Japanese Prime Minister Yoshihide Suga is under pressure to join other major democracies in imposing sanctions on China over human-rights violations as he prepares for his first face-to-face summit with U.S. President Joe Biden.
Numerous reports of serious human-rights abuses against the Uyghur ethnic group in China’s far western region of Xinjiang have prompted several countries in the West to sanction Communist Party officials. Beijing has routinely dismissed the accusations about its behavior against the predominantly Muslim Uyghurs as politically motivated lies, and on Saturday it announced retaliatory sanctions on individuals in the U.S. and Canada.
While Japan has long resisted putting economic penalties on its largest trading partner, some in Suga’s ruling party are calling for him to take a more radical line — particularly with the Group of Seven summit in the U.K. coming up in June.
“Japan is the only G-7 country not taking part in the sanctions,” said Gen Nakatani, a former defense minister, who co-chairs a cross-party group of lawmakers on China policy. “It’s shameful for Japan to be seen as a country that’s pretending not to know what’s going on.”
Suga is set to become the first foreign leader to visit Biden at the White House, with media reports saying the summit may take place as soon as April 9. Japan was also the first foreign destination for U.S. Secretary of State Antony Blinken, who held talks with his counterpart in Tokyo earlier this month.
Japan, similar to neighbor South Korea, is stuck in the awkward position of being deeply entwined with China economically, even as it relies on the U.S. for defense as its sole military ally. The Japanese government has often sought to maintain ties with U.S. adversaries and traditionally keeps criticism of other countries over human rights low-key.
The debate comes as Japanese brands find themselves at risk of boycotts in China similar to those faced by Hennes & Mauritz AB and Nike Inc. after pledging not to use Xinjiang cotton. H&M stores in some parts of China were closed by their landlords in recent days as fallout from a months-old fashion retailer’s statement about forced labor in Xinjiang continues to spread.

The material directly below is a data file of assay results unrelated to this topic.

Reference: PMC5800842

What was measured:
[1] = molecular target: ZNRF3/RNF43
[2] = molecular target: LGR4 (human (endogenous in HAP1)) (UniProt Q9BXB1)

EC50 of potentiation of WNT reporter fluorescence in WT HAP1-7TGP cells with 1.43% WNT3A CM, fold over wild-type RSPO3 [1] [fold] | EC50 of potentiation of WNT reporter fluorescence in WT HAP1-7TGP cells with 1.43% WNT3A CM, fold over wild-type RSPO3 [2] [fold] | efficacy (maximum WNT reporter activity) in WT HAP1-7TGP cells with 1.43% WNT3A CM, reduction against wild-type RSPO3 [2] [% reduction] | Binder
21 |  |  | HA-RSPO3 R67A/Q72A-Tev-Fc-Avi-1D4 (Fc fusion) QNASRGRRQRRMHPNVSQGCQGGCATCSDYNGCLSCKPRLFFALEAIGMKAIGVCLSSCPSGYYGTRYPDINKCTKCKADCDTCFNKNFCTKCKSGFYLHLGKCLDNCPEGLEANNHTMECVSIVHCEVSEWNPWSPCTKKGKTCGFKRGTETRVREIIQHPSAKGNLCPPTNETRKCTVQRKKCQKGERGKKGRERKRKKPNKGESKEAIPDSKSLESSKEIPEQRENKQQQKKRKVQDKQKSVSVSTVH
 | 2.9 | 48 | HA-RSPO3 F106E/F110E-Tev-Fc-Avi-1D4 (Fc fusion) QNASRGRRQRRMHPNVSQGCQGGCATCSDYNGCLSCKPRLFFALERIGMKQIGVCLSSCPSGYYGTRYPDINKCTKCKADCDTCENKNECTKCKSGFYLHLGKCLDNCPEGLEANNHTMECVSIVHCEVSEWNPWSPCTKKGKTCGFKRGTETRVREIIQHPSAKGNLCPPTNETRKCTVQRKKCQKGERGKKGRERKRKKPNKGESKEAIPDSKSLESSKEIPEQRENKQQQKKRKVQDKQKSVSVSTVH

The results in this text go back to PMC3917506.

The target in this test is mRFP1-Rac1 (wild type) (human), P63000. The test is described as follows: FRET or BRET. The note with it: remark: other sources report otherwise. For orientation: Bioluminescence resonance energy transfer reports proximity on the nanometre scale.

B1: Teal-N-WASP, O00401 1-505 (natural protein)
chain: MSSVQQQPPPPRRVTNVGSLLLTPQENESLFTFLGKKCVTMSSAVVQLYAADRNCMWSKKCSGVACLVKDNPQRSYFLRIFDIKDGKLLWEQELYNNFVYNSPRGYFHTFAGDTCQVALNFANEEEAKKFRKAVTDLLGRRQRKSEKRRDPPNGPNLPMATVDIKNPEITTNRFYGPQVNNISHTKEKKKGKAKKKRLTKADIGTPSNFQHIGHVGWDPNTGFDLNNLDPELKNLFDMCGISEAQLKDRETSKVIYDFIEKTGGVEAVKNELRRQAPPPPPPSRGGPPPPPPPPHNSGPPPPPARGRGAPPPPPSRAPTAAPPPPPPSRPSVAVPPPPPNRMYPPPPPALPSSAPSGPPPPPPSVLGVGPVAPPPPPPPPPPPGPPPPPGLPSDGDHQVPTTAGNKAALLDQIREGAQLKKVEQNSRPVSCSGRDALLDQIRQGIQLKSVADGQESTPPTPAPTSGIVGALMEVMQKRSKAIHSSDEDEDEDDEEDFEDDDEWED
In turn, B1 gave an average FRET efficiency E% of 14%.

Ryohin Keikaku Co., the operator of the Muji chain of minimalist furniture and clothing stores, saw its shares tumble after it issued a statement saying it was “deeply concerned” about reports of human-rights abuses in the area.
“Relevant people on the Japanese side claimed they care about human rights, but have they forgotten the 35 million Chinese casualties from the war of Japanese aggression?” Chinese Foreign Ministry Spokesperson Hua Chunying told reporters last week. She added that it was “not in Japan’s interest” to attack China.
Tokyo’s relations with China have frequently been strained by territorial disputes and disagreements over history, but the Japanese government usually steers clear of head-on clashes that risk damaging economic ties. Former Prime Minister Shinzo Abe had focused on rebuilding a relationship with Beijing that was in tatters when he took office in 2012 because of opposing claims over a chain of East China Sea islands.
In the early days of the pandemic, the Japanese government and citizen groups provided aid shipments to China, an effort that elicited gratitude and praise from Beijing. The warmer ties were to be feted in a state visit by Chinese President Xi Jinping to Japan in spring 2020, but that was postponed indefinitely as the pandemic worsened.
The past year has seen cracks starting to reappear, with Japan taking a lead role in pulling together a joint statement from Group of Seven foreign ministers in June condemning China’s crackdown on Hong Kong’s democracy advocates. Increasing tension around the disputed islands known as Senkaku in Japan and Diaoyu in China, as well as Beijing’s passage of a law allowing its coast guard vessels to fire on foreign ships, have turned some in Japan more hostile.
“It’s not only the U.S. and Japan,” said Kunihiko Miyake, a former diplomat and now special adviser to Suga’s cabinet. “This is a concern about attempts to change the status quo even by force, or neglect of universal values including democracy or human rights.”
Canada, the U.K. and the EU have passed their own versions of the U.S. Magnitsky Act, which allow governments to revoke visas and freeze the assets of people involved in human-rights violations or corruption. Japan has no such law. Nakatani and other lawmakers, including Shiori Yamao of the main opposition Constitutional Democratic Party, want to enact similar legislation, or at least pass a resolution having the same effect.
Asked about the need for such a capability, Chief Cabinet Secretary Katsunobu Kato told reporters last week that policy “must constantly be analyzed and considered from various perspectives, including the way Japan’s human-rights diplomacy has been managed up until now, and the direction of the international community.”
It remains unclear whether the Japanese government will eventually back the bill, or make use of it even if it’s passed. Some members of Suga’s Liberal Democratic Party, as well as its ruling coalition partner, Komeito, pride themselves on warm ties with China.
“Of course China is an important neighbor for us and they won’t move away, we won’t move out,” Miyake said. “Having the means to do something, to send the right message to the right country is one thing. Activating it is another matter.”
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